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Minister welcomes launch of Irish language Healthy Eating resources

23 January, 2008


Sinn Féin Education Minister, Caitríona Ruane has welcomed the launch of "Na Maceys: Turas Scoile Blianintiúil" an Irish language educational resource focused on healthy eating.

Speaking at Scoil An Droichid in Belfast the Minister said:

"It is vital that we encourage our young people to live happy healthy lives and welcome the publication of this resource in English and now Irish.

"It is vital if we are to reverse current obesity trends that we take every opportunity to educate our children to make sensible decisions in regards to what they eat and their lifestyle choices. It is therefore essential that schools, parents and the food industry work together to help our children understand the importance of healthy eating.

"I am writing to every school and youth club to ensure that they understand the importance of ensuring that from the minute a child enters a school until the time they leave, they are encouraged to eat healthy foods which will promote and protect their health.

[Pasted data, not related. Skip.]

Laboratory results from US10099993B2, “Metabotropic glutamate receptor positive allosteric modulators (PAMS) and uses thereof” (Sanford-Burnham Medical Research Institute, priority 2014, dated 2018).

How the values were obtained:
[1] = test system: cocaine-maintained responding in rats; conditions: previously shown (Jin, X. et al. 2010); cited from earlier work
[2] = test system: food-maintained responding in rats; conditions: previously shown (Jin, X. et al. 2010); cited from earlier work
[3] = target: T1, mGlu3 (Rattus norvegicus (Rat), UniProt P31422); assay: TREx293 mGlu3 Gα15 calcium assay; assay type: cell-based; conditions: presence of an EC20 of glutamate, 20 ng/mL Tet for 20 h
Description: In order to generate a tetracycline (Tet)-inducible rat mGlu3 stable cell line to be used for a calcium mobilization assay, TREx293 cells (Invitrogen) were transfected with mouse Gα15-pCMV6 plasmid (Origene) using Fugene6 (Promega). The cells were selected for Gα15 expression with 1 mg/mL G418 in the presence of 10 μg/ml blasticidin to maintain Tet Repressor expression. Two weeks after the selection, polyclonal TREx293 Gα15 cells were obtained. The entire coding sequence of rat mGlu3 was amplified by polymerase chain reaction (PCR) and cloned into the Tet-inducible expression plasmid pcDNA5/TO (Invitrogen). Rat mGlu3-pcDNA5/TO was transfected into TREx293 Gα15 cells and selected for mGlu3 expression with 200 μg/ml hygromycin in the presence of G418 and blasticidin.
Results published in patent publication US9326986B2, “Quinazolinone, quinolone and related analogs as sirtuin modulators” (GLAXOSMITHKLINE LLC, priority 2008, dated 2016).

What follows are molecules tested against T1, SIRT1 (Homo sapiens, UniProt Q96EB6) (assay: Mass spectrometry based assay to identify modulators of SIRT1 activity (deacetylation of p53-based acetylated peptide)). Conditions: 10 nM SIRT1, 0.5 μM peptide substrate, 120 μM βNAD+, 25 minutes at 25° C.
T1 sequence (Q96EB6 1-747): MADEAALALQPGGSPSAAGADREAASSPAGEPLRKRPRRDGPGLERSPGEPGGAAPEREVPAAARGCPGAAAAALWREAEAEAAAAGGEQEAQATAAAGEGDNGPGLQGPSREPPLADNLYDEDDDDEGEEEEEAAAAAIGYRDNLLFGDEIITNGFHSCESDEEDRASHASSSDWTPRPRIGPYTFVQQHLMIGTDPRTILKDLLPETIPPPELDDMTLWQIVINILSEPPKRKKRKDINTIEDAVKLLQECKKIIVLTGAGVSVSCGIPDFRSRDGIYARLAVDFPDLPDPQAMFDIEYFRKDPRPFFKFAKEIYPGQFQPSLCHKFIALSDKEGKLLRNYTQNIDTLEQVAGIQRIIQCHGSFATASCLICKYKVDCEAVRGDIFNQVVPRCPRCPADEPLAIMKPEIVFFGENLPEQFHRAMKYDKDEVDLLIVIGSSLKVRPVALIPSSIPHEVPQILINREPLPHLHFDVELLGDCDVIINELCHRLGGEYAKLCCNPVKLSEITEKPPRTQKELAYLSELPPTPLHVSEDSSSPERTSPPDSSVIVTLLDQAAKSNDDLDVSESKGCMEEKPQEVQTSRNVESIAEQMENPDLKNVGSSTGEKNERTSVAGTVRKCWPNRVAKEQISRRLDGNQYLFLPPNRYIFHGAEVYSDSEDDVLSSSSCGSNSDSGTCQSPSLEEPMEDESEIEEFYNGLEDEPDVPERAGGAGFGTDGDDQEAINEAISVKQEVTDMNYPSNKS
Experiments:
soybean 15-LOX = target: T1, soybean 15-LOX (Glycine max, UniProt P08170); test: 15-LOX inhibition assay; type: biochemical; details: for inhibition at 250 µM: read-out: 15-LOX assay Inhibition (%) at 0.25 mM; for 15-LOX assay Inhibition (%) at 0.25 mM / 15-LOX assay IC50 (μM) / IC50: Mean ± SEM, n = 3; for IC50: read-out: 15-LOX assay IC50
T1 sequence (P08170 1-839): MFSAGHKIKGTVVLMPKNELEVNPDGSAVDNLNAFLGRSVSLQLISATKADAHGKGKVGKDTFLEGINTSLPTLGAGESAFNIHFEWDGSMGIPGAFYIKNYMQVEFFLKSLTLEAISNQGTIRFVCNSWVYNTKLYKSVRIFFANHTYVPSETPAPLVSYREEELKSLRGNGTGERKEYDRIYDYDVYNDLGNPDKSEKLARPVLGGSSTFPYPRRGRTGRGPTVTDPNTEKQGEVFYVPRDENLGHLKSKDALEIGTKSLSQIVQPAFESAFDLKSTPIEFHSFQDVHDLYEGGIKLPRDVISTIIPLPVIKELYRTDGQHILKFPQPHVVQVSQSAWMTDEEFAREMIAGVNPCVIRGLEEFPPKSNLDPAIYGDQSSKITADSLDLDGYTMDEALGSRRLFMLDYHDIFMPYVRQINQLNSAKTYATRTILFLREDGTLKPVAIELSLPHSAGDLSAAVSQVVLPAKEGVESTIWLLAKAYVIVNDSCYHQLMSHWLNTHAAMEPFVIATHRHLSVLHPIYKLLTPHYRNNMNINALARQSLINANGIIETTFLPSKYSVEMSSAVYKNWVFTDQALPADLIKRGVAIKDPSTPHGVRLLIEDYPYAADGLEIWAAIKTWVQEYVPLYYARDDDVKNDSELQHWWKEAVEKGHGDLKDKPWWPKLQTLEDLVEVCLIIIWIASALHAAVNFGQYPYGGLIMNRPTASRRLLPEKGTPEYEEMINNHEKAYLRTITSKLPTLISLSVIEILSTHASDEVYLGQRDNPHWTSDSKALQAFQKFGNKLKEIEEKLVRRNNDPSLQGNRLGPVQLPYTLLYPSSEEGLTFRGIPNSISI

"I expect breakfast clubs, vending machines, tuck shops and after school clubs to adhere to the nutritional standards set by my department. I am also planning a legislative change to enable the department to enforce these standards.

"This book is an excellent example of how we are able to get the healthy eating message across in a fun and informative way. I would like to congratulate the Heath Promotion Agency, Food Standards Agency and J & J Haslett for their work on this superb book in a format readily accessible to young children." ENDS

NOTES TO EDITORS:

1. "Na Maceys: Turas Scoile Blianintiúil" is a translation of "The Maceys' Annual School Trip" The English version of the book has been distributed to all primary schools here. HPA has facilitated the translation and publication of the Irish version with permission from the author and Hasletts. It has been distributed to Irish speaking primary schools.

2. Research in the North of Ireland shows that one in five boys and one in four girls is either overweight or obese. Children who are overweight or obese face greater risks of developing serious illness later in life such as heart disease, diabetes and cancer.

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